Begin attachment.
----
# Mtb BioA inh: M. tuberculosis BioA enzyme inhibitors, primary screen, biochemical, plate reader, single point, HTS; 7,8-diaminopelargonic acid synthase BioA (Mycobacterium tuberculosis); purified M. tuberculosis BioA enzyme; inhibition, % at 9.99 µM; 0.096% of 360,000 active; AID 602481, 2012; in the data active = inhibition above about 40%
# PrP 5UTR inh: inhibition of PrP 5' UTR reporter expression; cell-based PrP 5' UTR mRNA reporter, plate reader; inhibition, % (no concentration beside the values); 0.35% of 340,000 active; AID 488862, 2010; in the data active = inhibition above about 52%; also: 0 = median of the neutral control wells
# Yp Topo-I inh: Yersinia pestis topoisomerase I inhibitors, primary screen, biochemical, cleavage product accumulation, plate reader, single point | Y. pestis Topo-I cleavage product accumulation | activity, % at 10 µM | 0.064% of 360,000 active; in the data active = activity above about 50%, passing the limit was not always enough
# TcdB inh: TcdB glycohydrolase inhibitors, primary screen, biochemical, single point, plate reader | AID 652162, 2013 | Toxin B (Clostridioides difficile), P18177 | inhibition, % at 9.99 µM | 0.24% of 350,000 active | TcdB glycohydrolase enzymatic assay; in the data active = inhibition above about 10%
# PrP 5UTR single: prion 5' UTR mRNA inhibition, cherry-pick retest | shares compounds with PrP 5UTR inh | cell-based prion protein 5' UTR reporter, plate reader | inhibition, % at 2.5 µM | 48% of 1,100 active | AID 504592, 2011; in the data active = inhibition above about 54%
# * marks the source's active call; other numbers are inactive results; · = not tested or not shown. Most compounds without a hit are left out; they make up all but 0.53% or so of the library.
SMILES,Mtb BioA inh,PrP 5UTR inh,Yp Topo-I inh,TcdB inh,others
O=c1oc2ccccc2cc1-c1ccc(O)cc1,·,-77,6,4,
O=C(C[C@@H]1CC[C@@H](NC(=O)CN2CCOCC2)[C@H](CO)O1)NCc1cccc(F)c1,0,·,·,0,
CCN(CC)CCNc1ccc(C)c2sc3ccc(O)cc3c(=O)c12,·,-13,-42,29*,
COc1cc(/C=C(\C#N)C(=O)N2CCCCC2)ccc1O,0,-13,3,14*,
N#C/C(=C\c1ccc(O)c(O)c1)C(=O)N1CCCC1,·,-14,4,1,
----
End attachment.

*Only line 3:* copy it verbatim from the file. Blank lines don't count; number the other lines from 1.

# Yp Topo-I inh: Yersinia pestis topoisomerase I inhibitors, primary screen, biochemical, cleavage product accumulation, plate reader, single point | Y. pestis Topo-I cleavage product accumulation | activity, % at 10 µM | 0.064% of 360,000 active; in the data active = activity above about 50%, passing the limit was not always enough